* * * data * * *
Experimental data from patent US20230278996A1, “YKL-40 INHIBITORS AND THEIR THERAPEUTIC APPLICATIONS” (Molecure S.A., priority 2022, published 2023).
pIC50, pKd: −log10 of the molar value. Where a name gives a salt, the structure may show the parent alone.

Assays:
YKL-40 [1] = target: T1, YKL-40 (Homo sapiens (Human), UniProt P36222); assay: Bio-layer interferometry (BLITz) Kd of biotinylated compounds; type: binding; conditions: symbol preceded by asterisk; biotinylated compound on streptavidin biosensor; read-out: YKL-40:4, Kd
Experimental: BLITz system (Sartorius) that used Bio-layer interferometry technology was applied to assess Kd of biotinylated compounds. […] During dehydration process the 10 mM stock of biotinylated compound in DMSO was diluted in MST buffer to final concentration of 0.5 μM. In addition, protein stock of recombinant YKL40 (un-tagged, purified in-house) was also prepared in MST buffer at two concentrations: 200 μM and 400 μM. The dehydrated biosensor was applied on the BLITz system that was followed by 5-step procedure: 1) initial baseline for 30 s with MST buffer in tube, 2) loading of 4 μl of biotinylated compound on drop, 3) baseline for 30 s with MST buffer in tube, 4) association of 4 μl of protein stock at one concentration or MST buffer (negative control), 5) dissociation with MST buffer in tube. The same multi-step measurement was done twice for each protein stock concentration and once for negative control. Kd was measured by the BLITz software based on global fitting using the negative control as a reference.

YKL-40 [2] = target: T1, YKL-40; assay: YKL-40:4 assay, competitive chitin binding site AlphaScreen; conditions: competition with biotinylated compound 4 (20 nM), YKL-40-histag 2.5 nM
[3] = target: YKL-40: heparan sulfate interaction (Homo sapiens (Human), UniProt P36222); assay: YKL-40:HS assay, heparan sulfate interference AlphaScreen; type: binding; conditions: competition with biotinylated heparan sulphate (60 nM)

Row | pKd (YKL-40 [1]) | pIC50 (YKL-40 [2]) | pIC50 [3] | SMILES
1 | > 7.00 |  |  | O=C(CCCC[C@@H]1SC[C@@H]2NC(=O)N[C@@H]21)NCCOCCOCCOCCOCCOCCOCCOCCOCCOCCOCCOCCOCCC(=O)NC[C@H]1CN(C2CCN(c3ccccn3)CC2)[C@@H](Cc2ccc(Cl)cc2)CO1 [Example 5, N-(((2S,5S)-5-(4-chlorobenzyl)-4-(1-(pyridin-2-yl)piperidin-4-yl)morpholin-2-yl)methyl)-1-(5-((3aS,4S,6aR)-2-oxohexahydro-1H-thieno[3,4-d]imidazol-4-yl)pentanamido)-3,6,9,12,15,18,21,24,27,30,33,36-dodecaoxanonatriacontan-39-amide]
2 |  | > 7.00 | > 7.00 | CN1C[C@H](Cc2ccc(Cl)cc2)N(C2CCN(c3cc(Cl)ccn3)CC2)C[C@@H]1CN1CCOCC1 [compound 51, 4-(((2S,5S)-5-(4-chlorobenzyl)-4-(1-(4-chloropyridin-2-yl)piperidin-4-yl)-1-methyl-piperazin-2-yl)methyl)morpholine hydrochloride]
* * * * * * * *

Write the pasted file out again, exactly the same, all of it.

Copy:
Experimental data from patent US20230278996A1, “YKL-40 INHIBITORS AND THEIR THERAPEUTIC APPLICATIONS” (Molecure S.A., priority 2022, published 2023).
pIC50, pKd: −log10 of the molar value. Where a name gives a salt, the structure may show the parent alone.

Assays:
YKL-40 [1] = target: T1, YKL-40 (Homo sapiens (Human), UniProt P36222); assay: Bio-layer interferometry (BLITz) Kd of biotinylated compounds; type: binding; conditions: symbol preceded by asterisk; biotinylated compound on streptavidin biosensor; read-out: YKL-40:4, Kd
Experimental: BLITz system (Sartorius) that used Bio-layer interferometry technology was applied to assess Kd of biotinylated compounds. […] During dehydration process the 10 mM stock of biotinylated compound in DMSO was diluted in MST buffer to final concentration of 0.5 μM. In addition, protein stock of recombinant YKL40 (un-tagged, purified in-house) was also prepared in MST buffer at two concentrations: 200 μM and 400 μM. The dehydrated biosensor was applied on the BLITz system that was followed by 5-step procedure: 1) initial baseline for 30 s with MST buffer in tube, 2) loading of 4 μl of biotinylated compound on drop, 3) baseline for 30 s with MST buffer in tube, 4) association of 4 μl of protein stock at one concentration or MST buffer (negative control), 5) dissociation with MST buffer in tube. The same multi-step measurement was done twice for each protein stock concentration and once for negative control. Kd was measured by the BLITz software based on global fitting using the negative control as a reference.

YKL-40 [2] = target: T1, YKL-40; assay: YKL-40:4 assay, competitive chitin binding site AlphaScreen; conditions: competition with biotinylated compound 4 (20 nM), YKL-40-histag 2.5 nM
[3] = target: YKL-40: heparan sulfate interaction (Homo sapiens (Human), UniProt P36222); assay: YKL-40:HS assay, heparan sulfate interference AlphaScreen; type: binding; conditions: competition with biotinylated heparan sulphate (60 nM)

Row | pKd (YKL-40 [1]) | pIC50 (YKL-40 [2]) | pIC50 [3] | SMILES
1 | > 7.00 |  |  | O=C(CCCC[C@@H]1SC[C@@H]2NC(=O)N[C@@H]21)NCCOCCOCCOCCOCCOCCOCCOCCOCCOCCOCCOCCOCCC(=O)NC[C@H]1CN(C2CCN(c3ccccn3)CC2)[C@@H](Cc2ccc(Cl)cc2)CO1 [Example 5, N-(((2S,5S)-5-(4-chlorobenzyl)-4-(1-(pyridin-2-yl)piperidin-4-yl)morpholin-2-yl)methyl)-1-(5-((3aS,4S,6aR)-2-oxohexahydro-1H-thieno[3,4-d]imidazol-4-yl)pentanamido)-3,6,9,12,15,18,21,24,27,30,33,36-dodecaoxanonatriacontan-39-amide]
2 |  | > 7.00 | > 7.00 | CN1C[C@H](Cc2ccc(Cl)cc2)N(C2CCN(c3cc(Cl)ccn3)CC2)C[C@@H]1CN1CCOCC1 [compound 51, 4-(((2S,5S)-5-(4-chlorobenzyl)-4-(1-(4-chloropyridin-2-yl)piperidin-4-yl)-1-methyl-piperazin-2-yl)methyl)morpholine hydrochloride]